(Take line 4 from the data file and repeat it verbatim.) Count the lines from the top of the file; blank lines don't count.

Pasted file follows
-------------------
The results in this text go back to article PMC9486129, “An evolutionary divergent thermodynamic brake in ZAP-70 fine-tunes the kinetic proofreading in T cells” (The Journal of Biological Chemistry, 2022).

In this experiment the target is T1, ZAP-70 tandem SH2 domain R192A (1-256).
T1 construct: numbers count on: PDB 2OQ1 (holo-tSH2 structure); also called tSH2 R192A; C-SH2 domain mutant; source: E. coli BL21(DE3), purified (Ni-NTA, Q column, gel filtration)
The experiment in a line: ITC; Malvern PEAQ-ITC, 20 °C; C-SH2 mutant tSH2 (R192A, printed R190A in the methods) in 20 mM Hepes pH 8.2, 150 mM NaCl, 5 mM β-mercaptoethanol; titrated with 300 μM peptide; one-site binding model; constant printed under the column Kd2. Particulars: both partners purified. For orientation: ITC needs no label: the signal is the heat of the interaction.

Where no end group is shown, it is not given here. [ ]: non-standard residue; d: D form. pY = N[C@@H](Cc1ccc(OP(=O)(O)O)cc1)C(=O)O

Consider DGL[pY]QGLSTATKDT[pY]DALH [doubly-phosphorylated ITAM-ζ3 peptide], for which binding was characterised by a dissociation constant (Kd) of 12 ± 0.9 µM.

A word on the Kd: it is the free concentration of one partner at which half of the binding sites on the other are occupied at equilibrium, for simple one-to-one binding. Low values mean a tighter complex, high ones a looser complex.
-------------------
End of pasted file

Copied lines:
The experiment in a line: ITC; Malvern PEAQ-ITC, 20 °C; C-SH2 mutant tSH2 (R192A, printed R190A in the methods) in 20 mM Hepes pH 8.2, 150 mM NaCl, 5 mM β-mercaptoethanol; titrated with 300 μM peptide; one-site binding model; constant printed under the column Kd2. Particulars: both partners purified. For orientation: ITC needs no label: the signal is the heat of the interaction.